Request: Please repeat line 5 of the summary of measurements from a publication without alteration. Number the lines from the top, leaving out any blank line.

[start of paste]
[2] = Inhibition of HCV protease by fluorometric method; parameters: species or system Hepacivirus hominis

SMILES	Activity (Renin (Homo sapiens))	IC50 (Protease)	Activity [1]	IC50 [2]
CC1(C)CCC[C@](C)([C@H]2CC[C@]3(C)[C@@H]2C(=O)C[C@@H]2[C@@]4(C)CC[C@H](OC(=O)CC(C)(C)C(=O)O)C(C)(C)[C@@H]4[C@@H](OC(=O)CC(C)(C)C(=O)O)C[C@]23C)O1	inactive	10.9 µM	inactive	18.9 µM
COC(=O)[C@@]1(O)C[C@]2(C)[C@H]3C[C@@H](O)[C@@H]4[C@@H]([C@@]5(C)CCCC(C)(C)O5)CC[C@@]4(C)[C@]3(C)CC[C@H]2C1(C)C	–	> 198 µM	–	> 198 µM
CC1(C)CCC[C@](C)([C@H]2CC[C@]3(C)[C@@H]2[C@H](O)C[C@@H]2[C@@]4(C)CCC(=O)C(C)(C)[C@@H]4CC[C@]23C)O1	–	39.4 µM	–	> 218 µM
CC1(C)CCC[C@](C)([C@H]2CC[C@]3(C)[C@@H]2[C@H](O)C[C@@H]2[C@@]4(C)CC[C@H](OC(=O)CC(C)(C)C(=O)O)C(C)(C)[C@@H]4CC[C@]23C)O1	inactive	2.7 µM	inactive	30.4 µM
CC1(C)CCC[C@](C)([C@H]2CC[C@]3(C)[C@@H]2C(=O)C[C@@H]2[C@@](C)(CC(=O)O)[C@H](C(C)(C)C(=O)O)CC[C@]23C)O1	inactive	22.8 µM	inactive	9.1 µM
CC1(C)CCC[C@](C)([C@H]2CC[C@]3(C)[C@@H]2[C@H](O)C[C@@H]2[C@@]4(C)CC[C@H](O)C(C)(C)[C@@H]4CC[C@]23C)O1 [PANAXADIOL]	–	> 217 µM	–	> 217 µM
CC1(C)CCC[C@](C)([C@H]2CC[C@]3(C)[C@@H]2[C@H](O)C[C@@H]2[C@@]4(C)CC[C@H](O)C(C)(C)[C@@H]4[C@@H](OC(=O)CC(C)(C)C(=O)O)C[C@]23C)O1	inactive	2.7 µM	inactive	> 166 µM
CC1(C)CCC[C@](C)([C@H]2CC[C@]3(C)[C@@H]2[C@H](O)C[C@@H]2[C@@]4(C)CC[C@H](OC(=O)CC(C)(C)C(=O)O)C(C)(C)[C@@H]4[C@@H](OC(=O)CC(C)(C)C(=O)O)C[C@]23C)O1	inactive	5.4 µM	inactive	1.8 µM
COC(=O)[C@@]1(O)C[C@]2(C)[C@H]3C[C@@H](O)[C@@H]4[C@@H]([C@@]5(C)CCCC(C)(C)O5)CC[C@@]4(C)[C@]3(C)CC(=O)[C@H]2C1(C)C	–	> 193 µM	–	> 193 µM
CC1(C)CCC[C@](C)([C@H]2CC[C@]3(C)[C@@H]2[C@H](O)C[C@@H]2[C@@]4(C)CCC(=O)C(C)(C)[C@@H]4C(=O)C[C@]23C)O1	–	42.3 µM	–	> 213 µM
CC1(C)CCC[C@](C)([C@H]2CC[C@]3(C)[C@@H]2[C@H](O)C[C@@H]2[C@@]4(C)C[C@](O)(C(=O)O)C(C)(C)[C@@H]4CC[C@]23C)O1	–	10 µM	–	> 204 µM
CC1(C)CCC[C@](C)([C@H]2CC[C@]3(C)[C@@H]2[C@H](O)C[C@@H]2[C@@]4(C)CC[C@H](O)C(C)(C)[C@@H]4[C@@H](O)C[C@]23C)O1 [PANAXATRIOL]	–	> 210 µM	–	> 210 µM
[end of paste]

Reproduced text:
CC1(C)CCC[C@](C)([C@H]2CC[C@]3(C)[C@@H]2[C@H](O)C[C@@H]2[C@@]4(C)CCC(=O)C(C)(C)[C@@H]4CC[C@]23C)O1	–	39.4 µM	–	> 218 µM